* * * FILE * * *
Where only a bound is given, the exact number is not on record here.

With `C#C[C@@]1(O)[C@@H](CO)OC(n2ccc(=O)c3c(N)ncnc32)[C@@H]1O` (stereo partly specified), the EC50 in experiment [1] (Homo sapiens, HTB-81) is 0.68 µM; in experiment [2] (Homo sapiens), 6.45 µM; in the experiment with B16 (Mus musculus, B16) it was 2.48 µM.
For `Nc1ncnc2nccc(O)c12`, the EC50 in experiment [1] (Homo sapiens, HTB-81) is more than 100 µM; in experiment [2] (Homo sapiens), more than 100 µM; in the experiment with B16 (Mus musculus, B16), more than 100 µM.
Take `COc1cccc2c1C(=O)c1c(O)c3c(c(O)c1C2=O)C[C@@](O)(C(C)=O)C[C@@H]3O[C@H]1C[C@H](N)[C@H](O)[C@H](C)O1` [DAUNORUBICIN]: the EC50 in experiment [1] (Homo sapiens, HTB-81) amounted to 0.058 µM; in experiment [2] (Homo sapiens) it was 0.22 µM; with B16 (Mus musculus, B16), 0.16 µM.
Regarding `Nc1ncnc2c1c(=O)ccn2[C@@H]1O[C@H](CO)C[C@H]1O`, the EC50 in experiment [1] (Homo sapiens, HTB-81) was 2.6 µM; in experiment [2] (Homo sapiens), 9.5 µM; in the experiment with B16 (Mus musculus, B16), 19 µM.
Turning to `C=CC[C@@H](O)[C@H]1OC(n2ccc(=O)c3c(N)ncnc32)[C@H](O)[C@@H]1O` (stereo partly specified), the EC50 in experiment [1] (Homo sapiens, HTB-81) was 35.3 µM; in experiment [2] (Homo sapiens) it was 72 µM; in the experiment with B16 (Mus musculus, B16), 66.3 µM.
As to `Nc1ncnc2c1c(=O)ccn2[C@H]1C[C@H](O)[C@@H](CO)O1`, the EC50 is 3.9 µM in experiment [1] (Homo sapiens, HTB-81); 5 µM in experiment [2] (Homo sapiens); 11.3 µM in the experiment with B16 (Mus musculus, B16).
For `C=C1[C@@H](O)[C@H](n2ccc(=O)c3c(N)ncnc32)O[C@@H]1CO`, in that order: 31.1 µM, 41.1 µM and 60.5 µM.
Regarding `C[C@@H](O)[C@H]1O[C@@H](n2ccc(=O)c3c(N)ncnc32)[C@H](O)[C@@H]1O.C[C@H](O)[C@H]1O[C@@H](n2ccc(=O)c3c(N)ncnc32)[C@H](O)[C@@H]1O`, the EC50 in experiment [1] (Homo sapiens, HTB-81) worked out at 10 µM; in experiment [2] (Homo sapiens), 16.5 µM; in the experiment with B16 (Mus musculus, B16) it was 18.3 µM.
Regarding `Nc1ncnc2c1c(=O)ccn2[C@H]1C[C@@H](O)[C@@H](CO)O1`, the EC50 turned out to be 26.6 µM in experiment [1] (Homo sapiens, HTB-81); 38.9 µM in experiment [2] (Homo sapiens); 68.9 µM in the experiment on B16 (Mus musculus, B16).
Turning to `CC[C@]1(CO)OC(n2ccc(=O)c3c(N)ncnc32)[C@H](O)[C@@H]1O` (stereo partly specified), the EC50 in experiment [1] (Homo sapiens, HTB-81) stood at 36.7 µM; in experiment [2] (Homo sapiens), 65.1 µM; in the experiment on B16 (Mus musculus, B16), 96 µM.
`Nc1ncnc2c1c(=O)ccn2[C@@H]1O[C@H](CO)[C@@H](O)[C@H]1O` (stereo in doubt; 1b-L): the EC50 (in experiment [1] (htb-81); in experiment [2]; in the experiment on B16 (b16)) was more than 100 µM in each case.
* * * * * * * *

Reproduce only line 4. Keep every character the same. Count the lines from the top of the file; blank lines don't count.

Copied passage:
Take `COc1cccc2c1C(=O)c1c(O)c3c(c(O)c1C2=O)C[C@@](O)(C(C)=O)C[C@@H]3O[C@H]1C[C@H](N)[C@H](O)[C@H](C)O1` [DAUNORUBICIN]: the EC50 in experiment [1] (Homo sapiens, HTB-81) amounted to 0.058 µM; in experiment [2] (Homo sapiens) it was 0.22 µM; with B16 (Mus musculus, B16), 0.16 µM.